Parent FAQ's

1. What kind of counseling services are available on campus for my daughter/son?

The Counseling Service provides Personal, Academic, and Career counseling services.

2. Could I talk with a counselor regarding my daughter’s/ son's problem?

All student visits to the Counseling Center are confidential and no information can be released without the student's written consent. Although we cannot share confidential information with you, our counselors are available to consult with you if you desire further information about the Counseling Center or if you want to discuss a concern.

3. How can my daughter/son make an appointment?

Your daughter/son can call the Counseling Center to arrange an appointment.

4. My daughter/son is a freshman. He/she recently called me and sounds overwhelmed and stressed. What can he/ she do?

Ask your daughter/son to talk to you about how it is to be at the university and what his/her days have been like. Listen to what he/ she has to say without giving advice or solutions right away. Just let him/her talk to you about what's going on and how he’s/she's dealing with things. Ask him/ her what he/she worries about and what he/she thinks might help him/ her. Let him/her know that going to college is a big change and that stress is natural in this situation. Adjusting to being away from home, having to make decisions for himself/ herself, and trying to figure everything out takes time, maybe several weeks. Encourage him/ her to have fun and to begin to develop friendships with people he/ she can talk to. Tell him/her that you have faith in him/ her and that you support him/ her and will be there for him/her. Ask him/her to stay in touch with you on a regular basis. If he/she continues to have problems adjusting or feeling overwhelmed, direct him/her to the Counseling Service where he/she can talk to someone about his/her stress.

5. My daughter/son has stopped going to class and sounds depressed. What should I do?

Most of us have experienced brief episodes of depression in our lives. Depression that lingers is likely to require professional intervention. Depression may be precipitated by a significant loss: loss of a loved one, loss of a special role in life, loss of physical ability due to illness or injury, loss of self-esteem after failing to reach an important goal. Perfectionism, setting unrealistically high goals, or expecting to be in control of everything in our lives, can set us up for depression.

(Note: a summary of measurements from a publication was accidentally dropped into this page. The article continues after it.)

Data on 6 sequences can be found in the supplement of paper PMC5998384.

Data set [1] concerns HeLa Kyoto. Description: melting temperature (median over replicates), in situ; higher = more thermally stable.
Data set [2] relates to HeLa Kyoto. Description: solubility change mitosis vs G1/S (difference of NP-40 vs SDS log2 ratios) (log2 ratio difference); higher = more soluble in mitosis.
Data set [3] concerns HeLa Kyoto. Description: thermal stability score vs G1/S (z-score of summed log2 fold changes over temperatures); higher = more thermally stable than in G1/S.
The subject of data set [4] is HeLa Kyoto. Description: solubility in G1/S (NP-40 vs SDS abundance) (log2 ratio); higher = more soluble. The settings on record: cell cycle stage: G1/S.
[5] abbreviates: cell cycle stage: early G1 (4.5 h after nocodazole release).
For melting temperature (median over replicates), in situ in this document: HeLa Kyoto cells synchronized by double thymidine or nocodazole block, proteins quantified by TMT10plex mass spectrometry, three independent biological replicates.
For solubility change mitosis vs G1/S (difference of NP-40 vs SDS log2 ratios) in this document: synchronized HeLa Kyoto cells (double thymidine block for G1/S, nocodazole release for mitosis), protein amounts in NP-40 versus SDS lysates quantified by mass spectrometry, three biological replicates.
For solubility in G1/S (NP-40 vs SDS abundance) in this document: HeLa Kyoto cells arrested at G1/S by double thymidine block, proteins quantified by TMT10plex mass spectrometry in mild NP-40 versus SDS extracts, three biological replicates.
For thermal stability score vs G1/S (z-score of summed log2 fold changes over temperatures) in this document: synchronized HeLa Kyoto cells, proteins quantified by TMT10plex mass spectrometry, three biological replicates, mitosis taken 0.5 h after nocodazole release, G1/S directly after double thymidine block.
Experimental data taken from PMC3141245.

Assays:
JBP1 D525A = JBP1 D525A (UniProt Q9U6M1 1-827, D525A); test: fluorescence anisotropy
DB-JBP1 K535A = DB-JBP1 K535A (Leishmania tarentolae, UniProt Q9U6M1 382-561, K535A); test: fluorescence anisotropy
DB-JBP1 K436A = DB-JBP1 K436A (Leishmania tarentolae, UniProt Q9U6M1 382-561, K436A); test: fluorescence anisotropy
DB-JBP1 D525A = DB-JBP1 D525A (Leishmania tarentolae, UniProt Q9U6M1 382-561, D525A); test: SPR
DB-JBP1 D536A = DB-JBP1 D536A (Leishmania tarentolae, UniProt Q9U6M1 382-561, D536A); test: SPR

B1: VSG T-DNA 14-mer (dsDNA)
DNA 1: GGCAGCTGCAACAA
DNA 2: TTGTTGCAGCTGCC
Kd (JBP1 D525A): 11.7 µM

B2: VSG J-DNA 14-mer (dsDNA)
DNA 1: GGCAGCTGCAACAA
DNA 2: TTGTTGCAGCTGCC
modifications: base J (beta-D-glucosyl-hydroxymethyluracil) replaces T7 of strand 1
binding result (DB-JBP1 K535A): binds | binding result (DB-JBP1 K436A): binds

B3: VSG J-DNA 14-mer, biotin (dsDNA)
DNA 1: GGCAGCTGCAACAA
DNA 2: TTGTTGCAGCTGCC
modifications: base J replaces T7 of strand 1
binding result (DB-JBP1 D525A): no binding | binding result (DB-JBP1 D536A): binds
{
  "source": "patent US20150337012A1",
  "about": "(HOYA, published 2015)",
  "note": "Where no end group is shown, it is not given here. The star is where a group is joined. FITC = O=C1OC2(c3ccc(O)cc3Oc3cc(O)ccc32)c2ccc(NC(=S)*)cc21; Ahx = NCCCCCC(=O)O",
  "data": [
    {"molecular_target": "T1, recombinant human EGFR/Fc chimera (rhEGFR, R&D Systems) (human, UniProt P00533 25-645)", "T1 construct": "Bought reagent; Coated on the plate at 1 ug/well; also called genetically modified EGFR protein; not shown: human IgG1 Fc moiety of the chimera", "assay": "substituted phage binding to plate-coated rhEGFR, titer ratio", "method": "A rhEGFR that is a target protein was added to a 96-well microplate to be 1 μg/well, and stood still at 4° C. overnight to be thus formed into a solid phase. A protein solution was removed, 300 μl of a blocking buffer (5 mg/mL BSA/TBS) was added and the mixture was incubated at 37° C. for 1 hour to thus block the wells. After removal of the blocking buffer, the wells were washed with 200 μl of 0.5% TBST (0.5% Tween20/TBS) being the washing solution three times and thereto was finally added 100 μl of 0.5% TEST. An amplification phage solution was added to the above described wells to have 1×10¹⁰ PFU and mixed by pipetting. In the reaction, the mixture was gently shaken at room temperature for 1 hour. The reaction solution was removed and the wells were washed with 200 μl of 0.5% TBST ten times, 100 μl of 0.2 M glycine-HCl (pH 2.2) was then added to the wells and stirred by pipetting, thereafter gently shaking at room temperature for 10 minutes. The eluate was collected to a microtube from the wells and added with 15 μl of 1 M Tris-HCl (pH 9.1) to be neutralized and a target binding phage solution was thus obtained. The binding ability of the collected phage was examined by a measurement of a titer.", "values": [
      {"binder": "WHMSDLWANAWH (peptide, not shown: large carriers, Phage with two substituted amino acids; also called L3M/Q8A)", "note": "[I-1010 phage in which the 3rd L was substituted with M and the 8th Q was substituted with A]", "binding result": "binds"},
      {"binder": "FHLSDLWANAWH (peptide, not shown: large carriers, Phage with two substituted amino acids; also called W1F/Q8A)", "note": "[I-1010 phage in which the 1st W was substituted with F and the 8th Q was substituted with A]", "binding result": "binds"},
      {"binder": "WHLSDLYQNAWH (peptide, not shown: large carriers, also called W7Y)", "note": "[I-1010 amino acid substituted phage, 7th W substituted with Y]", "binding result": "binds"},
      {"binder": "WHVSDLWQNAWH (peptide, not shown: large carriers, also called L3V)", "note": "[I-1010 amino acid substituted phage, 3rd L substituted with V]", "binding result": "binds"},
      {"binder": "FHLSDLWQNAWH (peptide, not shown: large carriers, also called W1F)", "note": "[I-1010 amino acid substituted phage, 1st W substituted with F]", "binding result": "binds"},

Some common signs of depression include:

  • Persistent sadness, excessive crying
  • Social withdrawal
  • Feeling helpless, hopeless, worthless
  • Chronic fatigue
  • Difficulty concentrating and remembering
  • Anger, irritability
  • Sleep/appetite problems

Your daughter/son may look to you as a role model and may view you as a major resource for guidance and help with his problem. Your willingness to be there-to listen, to support and encourage, to share your knowledge and experience, to advise-plays a significant role in your son's persistence and success. Discuss with your son the option of coming to the Counseling Service and speaking with a professional who can help. Your daughter/ son may be skeptical and reluctant to seek this help. It is important for you to accept his/her reaction, while calmly repeating your recommendation.

6. My daughter/son has a learning disability. Where can he/she go to get help on campus?

The DRC office can provide your daughter/son with general information on services available, learning disabilities, and attention deficit disorders. You may call them at (361) 593-3024.

This page was last updated on: September 28, 2015